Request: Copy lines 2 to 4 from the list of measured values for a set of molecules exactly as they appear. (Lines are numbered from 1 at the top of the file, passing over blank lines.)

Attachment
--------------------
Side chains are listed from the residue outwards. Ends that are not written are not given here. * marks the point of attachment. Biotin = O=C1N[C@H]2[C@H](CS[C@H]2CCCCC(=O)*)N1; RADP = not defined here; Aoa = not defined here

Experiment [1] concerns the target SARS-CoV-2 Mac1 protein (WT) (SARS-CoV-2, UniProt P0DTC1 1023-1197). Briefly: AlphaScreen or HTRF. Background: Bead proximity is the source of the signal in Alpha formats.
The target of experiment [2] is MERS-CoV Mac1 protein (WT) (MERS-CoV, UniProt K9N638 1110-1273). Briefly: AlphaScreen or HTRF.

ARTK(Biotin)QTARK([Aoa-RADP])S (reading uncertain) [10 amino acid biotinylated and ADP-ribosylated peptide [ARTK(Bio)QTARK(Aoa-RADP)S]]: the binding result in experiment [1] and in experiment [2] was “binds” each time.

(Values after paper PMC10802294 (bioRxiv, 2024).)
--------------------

Experiment [1] concerns the target SARS-CoV-2 Mac1 protein (WT) (SARS-CoV-2, UniProt P0DTC1 1023-1197). Briefly: AlphaScreen or HTRF. Background: Bead proximity is the source of the signal in Alpha formats.
The target of experiment [2] is MERS-CoV Mac1 protein (WT) (MERS-CoV, UniProt K9N638 1110-1273). Briefly: AlphaScreen or HTRF.

ARTK(Biotin)QTARK([Aoa-RADP])S (reading uncertain) [10 amino acid biotinylated and ADP-ribosylated peptide [ARTK(Bio)QTARK(Aoa-RADP)S]]: the binding result in experiment [1] and in experiment [2] was “binds” each time.